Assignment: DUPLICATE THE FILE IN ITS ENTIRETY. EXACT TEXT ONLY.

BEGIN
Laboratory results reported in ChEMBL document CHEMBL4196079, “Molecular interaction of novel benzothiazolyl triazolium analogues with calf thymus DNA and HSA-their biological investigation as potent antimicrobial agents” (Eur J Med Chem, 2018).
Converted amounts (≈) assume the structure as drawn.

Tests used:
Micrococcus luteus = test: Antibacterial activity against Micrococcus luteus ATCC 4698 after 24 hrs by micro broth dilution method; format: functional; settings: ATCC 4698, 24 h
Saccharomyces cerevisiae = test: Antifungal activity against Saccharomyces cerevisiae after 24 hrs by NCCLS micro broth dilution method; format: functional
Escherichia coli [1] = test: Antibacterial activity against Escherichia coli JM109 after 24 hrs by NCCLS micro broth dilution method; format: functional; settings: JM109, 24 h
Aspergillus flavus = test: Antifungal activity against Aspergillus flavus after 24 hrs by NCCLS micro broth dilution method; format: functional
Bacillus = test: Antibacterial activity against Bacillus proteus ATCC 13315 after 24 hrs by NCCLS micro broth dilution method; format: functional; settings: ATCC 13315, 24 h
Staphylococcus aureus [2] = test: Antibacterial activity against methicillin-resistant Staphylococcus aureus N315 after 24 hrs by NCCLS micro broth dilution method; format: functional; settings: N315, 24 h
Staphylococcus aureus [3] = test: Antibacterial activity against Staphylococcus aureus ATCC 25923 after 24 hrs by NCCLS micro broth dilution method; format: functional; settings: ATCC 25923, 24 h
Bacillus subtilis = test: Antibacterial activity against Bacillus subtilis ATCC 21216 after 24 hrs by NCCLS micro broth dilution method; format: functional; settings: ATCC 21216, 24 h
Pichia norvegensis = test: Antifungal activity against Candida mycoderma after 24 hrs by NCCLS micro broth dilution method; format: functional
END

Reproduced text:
Laboratory results reported in ChEMBL document CHEMBL4196079, “Molecular interaction of novel benzothiazolyl triazolium analogues with calf thymus DNA and HSA-their biological investigation as potent antimicrobial agents” (Eur J Med Chem, 2018).
Converted amounts (≈) assume the structure as drawn.

Tests used:
Micrococcus luteus = test: Antibacterial activity against Micrococcus luteus ATCC 4698 after 24 hrs by micro broth dilution method; format: functional; settings: ATCC 4698, 24 h
Saccharomyces cerevisiae = test: Antifungal activity against Saccharomyces cerevisiae after 24 hrs by NCCLS micro broth dilution method; format: functional
Escherichia coli [1] = test: Antibacterial activity against Escherichia coli JM109 after 24 hrs by NCCLS micro broth dilution method; format: functional; settings: JM109, 24 h
Aspergillus flavus = test: Antifungal activity against Aspergillus flavus after 24 hrs by NCCLS micro broth dilution method; format: functional
Bacillus = test: Antibacterial activity against Bacillus proteus ATCC 13315 after 24 hrs by NCCLS micro broth dilution method; format: functional; settings: ATCC 13315, 24 h
Staphylococcus aureus [2] = test: Antibacterial activity against methicillin-resistant Staphylococcus aureus N315 after 24 hrs by NCCLS micro broth dilution method; format: functional; settings: N315, 24 h
Staphylococcus aureus [3] = test: Antibacterial activity against Staphylococcus aureus ATCC 25923 after 24 hrs by NCCLS micro broth dilution method; format: functional; settings: ATCC 25923, 24 h
Bacillus subtilis = test: Antibacterial activity against Bacillus subtilis ATCC 21216 after 24 hrs by NCCLS micro broth dilution method; format: functional; settings: ATCC 21216, 24 h
Pichia norvegensis = test: Antifungal activity against Candida mycoderma after 24 hrs by NCCLS micro broth dilution method; format: functional